Abstract

Floodplain wetlands located in Ganga-Brahmaputra basin are some of the major inland fisheries resources of India with substantial resource size of 554,213 ha. These resources are amenable to capture fisheries and fisheries enhancement. The Guwahati Regional Centre of Indian Council of Agricultural Research-Central Institute of Fisheries Research Institute, Barrackpore, West Bengal, India has developed protocols for scientific fish stock enhancement (through supplementary stocking) for floodplain wetlands (beels) of Assam. These enhancements aim to increase fish yield based on extensive field studies in the beels of the state during 2007–12. In order to assess the impact of fish stock enhancement following the Institute's guidelines, data on fish production of 183 beels under the administrative control of Assam Fisheries Development Corporation Ltd., Guwahati, India were collected and analysed for the period from 2007–08 to 2016–17. The data were analysed for two periods of 5 years each (2007–08 to 2011–12: period-I and 2012–13 to 2016–17: period-II) for unstocked beels (that are not subjected to supplementary stocking, thereby representing capture fisheries) and stocked beels (where supplementary stocking with Indian major and minor carps for fish stock enhancement is practised) in reference to different agro-climatic zones of Assam. The average fish yield from unstocked beels (96 no.) was 156.6kg ha-1yr-1 during period-I, which increased to 206.4kg ha-1yr-1 during period-II, showing an increase of 31.8% over the five-year period. As much as 47.5% of the beels (87 no.) of the state are now subjected to supplementary stocking for fish stock enhancement. The average fish yield rate of stocked beels was 258.5kg ha-1yr-1 during period-I, which increased to 455.2kg ha-1yr-1 during period-II. Thus, average fish yield rates increased as much as 76.1% over the five year periods in stocked beels showing that supplementary stocking resulted in significant enhancement of fish production from the beels of Assam after the Institute's intervention.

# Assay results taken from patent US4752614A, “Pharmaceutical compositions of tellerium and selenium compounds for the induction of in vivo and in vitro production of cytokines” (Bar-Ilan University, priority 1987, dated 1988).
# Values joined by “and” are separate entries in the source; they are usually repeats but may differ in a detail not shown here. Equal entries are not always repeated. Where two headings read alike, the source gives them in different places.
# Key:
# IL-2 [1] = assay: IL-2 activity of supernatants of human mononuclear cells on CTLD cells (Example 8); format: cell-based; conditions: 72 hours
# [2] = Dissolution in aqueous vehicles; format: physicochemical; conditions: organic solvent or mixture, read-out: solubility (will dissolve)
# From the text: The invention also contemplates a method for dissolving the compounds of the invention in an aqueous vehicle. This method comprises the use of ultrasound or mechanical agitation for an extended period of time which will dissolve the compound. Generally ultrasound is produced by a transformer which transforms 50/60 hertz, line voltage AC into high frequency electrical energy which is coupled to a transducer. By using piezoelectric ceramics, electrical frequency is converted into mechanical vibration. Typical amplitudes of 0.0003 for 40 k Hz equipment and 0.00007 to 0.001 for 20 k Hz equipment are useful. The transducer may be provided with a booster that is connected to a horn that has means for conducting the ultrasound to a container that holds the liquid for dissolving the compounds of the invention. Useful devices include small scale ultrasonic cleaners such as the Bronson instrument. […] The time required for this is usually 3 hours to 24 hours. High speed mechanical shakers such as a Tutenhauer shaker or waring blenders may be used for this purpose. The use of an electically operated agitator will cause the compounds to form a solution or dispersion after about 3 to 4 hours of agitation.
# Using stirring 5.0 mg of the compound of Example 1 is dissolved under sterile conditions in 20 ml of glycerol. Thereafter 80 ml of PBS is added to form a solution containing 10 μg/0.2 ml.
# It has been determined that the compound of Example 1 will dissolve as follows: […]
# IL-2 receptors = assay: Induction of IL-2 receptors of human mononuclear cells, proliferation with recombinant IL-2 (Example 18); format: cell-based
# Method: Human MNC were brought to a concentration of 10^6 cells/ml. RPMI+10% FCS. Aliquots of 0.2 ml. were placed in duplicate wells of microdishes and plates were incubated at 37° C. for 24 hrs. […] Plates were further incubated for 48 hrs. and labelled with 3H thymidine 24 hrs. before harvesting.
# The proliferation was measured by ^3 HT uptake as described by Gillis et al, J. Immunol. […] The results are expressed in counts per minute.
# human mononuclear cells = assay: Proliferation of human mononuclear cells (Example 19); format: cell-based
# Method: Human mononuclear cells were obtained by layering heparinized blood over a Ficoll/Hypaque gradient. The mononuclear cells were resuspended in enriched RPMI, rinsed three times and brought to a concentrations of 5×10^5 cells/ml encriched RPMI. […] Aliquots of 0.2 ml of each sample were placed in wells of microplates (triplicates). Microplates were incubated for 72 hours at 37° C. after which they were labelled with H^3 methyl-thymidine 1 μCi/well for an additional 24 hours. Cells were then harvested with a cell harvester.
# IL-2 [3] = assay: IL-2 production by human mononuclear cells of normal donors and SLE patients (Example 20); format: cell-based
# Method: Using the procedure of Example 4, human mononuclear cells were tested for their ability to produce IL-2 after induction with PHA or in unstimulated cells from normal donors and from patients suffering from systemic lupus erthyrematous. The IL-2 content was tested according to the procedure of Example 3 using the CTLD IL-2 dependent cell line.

You do not currently have access to this content.